Sprawlingly, Scrawlingly “Epic”
If there’s one thing Devin Townsend’s fans have learned to expect it’s this: Don’t expect anything. The Canadian singer/multi-instrumentalist, who founded extreme metal group Strapping Young Lad in the 90’s, has released 25 records across various projects, and while each one departed from the one before—last year’s simultaneously released Deconstruction and Ghost are exampes of this range—no one could ever accuse him of being “pop,” or even “positive.” That has been remedied—to successful effect—with his latest masterpiece, Epicloud.
As stated in his recent mxdwn interview, Townsend didn’t initially set out to make a “happy” record, but when you spend your career writing what you feel, it’s bound to happen. To accentuate the point, the soundscapes explored on Epicloud include gospel, 80’s arena rock, Broadway and even a little bit of country—all genres known for leaving audiences feeling good.
The album begins with the brief, psalter-sounding “Effervescent!” leading into “True North” with Anneke Van Giersbergen (of The Gathering) repeating “I love you / I need you / I’ve always been around you” over simple synths and guitars. Townsend and the rest of the instruments join her, and the end result is spectacular. The problem Townsend has had in the past was not only using every crayon in the box, but scribbling so much that by the end of a song, the listener would lose focus. Not so on Epicloud. There are moments of excess (“True North” threatens to veer in this direction), but there are also passages of simplicity and restraint. “Lucky Animals” is a tight, heavy number with an unforgettable refrain that keeps you locked in.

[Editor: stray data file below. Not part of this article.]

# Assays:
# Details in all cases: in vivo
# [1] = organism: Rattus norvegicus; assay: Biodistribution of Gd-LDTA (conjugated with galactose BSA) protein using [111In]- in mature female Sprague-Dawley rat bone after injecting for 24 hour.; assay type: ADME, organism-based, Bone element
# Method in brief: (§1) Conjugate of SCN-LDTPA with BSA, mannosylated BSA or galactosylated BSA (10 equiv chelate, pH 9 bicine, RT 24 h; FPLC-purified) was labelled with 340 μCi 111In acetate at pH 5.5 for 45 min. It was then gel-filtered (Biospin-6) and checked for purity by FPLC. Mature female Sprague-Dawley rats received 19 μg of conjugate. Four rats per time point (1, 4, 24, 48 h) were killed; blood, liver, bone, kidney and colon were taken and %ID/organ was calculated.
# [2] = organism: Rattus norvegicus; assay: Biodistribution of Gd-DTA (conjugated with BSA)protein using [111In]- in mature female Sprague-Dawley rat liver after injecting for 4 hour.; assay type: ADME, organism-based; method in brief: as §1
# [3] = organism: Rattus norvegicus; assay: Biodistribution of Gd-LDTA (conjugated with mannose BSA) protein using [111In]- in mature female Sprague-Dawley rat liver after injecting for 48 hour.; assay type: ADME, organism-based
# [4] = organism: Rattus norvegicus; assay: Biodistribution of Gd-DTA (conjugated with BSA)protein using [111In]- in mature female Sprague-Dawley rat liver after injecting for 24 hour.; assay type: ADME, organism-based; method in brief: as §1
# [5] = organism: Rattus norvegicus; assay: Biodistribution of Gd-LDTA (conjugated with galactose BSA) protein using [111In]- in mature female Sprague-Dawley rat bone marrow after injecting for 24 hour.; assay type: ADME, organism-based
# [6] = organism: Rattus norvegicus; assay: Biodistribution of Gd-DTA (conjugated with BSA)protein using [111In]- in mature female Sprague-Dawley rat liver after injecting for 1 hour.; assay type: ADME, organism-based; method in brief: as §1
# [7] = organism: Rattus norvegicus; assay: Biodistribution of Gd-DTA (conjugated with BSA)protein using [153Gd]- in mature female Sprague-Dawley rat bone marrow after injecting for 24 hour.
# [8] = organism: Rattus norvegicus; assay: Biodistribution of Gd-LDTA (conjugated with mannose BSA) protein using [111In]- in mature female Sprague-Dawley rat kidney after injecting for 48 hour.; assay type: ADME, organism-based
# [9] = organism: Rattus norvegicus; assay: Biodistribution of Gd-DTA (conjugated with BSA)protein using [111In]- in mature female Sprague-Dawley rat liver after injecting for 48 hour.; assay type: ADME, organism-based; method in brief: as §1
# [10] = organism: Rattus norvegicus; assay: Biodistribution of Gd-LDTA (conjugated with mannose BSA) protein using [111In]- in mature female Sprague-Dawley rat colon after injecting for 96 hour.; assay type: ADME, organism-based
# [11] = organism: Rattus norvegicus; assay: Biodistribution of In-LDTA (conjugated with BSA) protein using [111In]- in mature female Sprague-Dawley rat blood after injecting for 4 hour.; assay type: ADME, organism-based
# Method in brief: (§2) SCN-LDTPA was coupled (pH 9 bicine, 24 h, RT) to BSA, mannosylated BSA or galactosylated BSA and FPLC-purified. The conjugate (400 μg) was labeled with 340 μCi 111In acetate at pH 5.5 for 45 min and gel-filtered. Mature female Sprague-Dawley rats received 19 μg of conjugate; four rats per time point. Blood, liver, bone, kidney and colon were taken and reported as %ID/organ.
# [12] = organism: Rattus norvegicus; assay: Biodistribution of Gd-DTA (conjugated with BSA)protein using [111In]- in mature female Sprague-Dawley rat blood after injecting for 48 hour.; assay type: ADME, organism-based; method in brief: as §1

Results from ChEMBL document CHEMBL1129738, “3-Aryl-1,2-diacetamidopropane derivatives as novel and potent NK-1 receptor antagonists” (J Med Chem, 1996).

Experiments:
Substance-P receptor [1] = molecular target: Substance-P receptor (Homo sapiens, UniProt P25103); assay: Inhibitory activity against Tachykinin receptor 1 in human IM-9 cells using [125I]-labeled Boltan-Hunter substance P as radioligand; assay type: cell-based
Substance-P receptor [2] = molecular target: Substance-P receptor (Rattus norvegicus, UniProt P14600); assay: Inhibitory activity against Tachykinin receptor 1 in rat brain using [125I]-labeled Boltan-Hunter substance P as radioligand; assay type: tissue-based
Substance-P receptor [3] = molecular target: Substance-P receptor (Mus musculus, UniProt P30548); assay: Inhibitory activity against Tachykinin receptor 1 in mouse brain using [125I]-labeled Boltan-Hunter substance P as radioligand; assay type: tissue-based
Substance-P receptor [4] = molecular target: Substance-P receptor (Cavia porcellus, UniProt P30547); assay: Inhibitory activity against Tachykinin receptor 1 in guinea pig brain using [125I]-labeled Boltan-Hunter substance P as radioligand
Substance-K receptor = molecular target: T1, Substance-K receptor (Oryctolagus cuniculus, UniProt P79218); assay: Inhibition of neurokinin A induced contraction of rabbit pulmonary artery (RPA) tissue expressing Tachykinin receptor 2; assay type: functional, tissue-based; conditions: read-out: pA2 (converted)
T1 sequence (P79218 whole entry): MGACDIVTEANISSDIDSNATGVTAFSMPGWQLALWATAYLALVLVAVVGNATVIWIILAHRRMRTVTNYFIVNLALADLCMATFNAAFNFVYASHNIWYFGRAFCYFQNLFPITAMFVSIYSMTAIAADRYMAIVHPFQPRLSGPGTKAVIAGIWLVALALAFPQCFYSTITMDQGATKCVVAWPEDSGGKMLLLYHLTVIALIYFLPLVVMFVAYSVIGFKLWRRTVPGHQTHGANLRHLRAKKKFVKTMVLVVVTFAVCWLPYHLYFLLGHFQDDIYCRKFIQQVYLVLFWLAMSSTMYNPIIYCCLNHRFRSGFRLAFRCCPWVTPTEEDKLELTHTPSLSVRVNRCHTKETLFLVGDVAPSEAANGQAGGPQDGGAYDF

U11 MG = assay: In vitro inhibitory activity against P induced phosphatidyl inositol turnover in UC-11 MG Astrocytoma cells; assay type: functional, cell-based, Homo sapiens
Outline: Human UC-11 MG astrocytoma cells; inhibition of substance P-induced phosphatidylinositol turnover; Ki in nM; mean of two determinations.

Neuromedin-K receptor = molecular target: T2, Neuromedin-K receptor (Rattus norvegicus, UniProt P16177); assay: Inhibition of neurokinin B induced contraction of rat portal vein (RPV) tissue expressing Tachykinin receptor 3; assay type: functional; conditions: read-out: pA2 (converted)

The huge “Liberation” and “Hold On” need to be sung by 20,000 people with fists in the air. But “Where We Belong” and “Divine” would leave a more intimate crowd speechless, even though the former gets to rocking pretty hard. “Save Our Now” marries Duran Duran with Bon Jovi and Van Giersbergen shines again in “Grace,” where once again Townsend goes astray, but never so far as to lose the listener. “More!” is good fast fun, devolving into the short instrumental, “Lessons.” The very end of the album reprises “Effervescent!” but this time the chorus sounds more like Queen—a cool and effective touch.
Yes, Epicloud has everything, but this time that includes a real appreciation for hooks and songwriting. There is nothing wrong with tried-and-true chord progressions and catchy melodies, and when they are mixed with Townsend’s ever-growing bag of tricks, the result is indeed something magical.